Lewisham College head, Maxine Room gets CBE

Maxine Room pic: Lewisham.ac.uk

Maxine Room, Principal of Lewisham college, has been awarded a C.B.E for services to education and Super-Head Robin Bosher, a knighthood, in the Queens birthday honours.

In a statement released today (Monday) Ms Room said:  “I am honoured to be awarded a CBE in recognition for services to further education and race and gender equality. I am filled with great pride to receive this as part of a community of educators, in this Jubilee year, who strive day-in and day-out with passion and commitment to ensure the success of future generations. I have a particular passion and commitment to ensuring equality and it is truly wonderful that the work I have done in this area has been recognised in this way.”

Room was only the second black woman to be appointed as a college principal in England and was the first in Wales. She began her career at Bridgwater College, moved on to Somerset and Filton colleges in managerial  roles before being appointed  principal at  Swansea College.  She came to Lewisham four years ago.

Speaking to Eastlondonlines Room said that when she heard she had been given this honour she felt extremely proud and very surprised.  “The people I work with, near and far, and the passion they have for our learners constantly inspires me to do more. And the thing that makes it all worthwhile – the difference that education makes in people’s lives.”

Talking about the future of the college she said: “I am committed to making a difference to our local communities by providing high quality and relevant education and skills training.  How that is delivered in five, ten years time may be very different to how the college looks now but the outcome will be the same; people will have the learning and skills they need to go onto successful lives whether that is as part of the local workforce as entrepreneurs or as a step in to future learning.

Lewisham has one of the largest young populations in London: one in four are under 19.  Room has reflected in the past that her race and gender have meant a struggle on the ladder of success but they have made her a stronger more determined person.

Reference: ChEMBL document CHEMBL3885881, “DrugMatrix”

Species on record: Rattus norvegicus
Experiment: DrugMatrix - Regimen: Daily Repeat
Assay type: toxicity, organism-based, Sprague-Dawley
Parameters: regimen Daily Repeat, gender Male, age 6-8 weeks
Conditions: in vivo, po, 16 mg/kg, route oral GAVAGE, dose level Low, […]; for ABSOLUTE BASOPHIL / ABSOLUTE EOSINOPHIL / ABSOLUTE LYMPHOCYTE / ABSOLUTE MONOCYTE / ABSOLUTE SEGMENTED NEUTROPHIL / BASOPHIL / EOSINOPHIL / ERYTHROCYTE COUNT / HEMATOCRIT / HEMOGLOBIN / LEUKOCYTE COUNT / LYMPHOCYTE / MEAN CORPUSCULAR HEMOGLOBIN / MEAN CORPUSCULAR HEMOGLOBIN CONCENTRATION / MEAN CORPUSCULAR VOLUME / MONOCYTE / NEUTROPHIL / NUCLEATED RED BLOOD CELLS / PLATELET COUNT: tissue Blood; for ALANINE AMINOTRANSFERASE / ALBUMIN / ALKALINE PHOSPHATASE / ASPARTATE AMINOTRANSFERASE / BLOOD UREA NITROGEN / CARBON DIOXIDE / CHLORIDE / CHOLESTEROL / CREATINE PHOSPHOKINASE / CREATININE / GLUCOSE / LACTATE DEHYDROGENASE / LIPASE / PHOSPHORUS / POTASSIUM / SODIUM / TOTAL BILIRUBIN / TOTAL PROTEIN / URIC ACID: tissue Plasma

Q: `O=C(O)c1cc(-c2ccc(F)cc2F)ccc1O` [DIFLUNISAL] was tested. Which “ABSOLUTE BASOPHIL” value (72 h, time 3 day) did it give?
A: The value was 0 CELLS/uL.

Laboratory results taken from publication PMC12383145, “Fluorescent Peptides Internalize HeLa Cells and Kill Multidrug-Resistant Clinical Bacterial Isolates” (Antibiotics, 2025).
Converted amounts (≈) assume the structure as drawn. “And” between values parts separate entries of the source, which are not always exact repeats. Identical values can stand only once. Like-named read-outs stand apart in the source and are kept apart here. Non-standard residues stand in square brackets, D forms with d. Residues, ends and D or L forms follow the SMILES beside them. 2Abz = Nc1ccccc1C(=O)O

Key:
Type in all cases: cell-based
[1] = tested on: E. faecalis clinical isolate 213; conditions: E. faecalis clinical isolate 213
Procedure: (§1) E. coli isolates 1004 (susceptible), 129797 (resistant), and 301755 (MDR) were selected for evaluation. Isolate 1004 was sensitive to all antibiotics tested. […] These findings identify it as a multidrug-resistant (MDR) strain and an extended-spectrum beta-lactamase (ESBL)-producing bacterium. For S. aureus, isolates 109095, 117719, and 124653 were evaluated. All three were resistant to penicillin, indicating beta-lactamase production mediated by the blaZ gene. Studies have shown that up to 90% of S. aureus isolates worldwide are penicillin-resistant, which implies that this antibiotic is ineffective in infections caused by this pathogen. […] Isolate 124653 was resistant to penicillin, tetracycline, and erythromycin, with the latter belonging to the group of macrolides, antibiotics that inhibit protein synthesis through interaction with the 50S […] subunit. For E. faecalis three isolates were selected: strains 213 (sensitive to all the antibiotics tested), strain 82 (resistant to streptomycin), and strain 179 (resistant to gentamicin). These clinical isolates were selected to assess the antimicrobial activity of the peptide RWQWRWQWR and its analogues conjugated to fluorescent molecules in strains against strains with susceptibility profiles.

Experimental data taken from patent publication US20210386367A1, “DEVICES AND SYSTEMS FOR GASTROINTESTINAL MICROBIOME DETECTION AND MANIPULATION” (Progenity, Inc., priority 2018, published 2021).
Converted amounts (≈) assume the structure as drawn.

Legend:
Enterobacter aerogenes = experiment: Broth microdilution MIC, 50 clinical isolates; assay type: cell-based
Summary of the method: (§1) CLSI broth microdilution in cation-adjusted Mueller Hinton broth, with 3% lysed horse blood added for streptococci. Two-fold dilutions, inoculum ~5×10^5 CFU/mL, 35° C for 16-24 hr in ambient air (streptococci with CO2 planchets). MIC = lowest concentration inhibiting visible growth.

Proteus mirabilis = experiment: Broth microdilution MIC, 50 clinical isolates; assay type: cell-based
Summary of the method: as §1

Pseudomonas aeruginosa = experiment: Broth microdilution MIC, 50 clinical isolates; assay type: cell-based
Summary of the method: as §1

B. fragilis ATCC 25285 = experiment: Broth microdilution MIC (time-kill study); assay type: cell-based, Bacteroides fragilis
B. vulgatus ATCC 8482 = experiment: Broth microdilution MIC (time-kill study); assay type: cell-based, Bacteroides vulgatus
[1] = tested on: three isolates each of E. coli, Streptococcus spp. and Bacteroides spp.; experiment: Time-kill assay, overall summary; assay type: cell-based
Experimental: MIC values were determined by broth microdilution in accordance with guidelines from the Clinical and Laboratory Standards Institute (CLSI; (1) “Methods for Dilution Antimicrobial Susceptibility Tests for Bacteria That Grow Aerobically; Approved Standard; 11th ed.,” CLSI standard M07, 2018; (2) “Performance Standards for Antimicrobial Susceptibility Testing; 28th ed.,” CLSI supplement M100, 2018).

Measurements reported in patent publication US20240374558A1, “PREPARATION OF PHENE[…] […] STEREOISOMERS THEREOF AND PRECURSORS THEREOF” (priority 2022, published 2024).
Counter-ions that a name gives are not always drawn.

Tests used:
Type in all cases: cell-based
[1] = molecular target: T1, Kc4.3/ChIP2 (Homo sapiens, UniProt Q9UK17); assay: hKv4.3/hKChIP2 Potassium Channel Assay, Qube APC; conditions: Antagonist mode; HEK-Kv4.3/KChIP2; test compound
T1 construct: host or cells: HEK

Robin Landman, chief executive of the Network for Black Professionals, said of her appointment:  “Maxine is  one of a small but illustrious list of 11 Black principals in English FE, and her appointment at Lewisham will automatically place her in the spotlight, and hopefully be the precursor to a number of senior appointments in London colleges that can at last provide the capital’s Black (and White) learners, with role models that reflect the demographics of modern Britain”.

Room is a member of the 157 Group which is committed to providing excellence at  27  further education colleges and institutions in mostly urban regions, all members are highly successful and key leaders in their areas, improving the quality of further Education, she  is one of 12 Principals  working together to transform their colleges through The Gazelle Group.  She is also a mentor with the Black Leadership Initiative and on the board of  the Northern Ballet Theatre the first Ballet company to be set up outside of London.

Student Rose Pavitt 19, said: “I’m studying music and I really love doing it here, I’m enjoying myself”.

Room was congratulated via Twitter by Graham Watts, chair of the Critics Circle dance section, by David Hughes, CEO of  education organisation NIACE and by barrister, Elissa Da Costa.

Lewisham Super-Head, Sir Robin Bosher, who took on Fairlawn Primary School, Haseltine Primary and Kilmorie Primary has been knighted. Sir Robin expressed his surprise at getting a knighthood and said “I’ve been very fortunate to be a head teacher for 24 years. It’s been a huge pleasure to have so much influence over children’s lives and to help transform them.”

He helped what were at the time  struggling schools and, running them as a federation, he has transformed them. He appointed three heads for the schools but took over the standards raising initiative himself. He said that it wasn’t always an easy relationship with the schools and other organisations involved in the improvement of the schools but  that:  “Maintaining a humble approach helped” .

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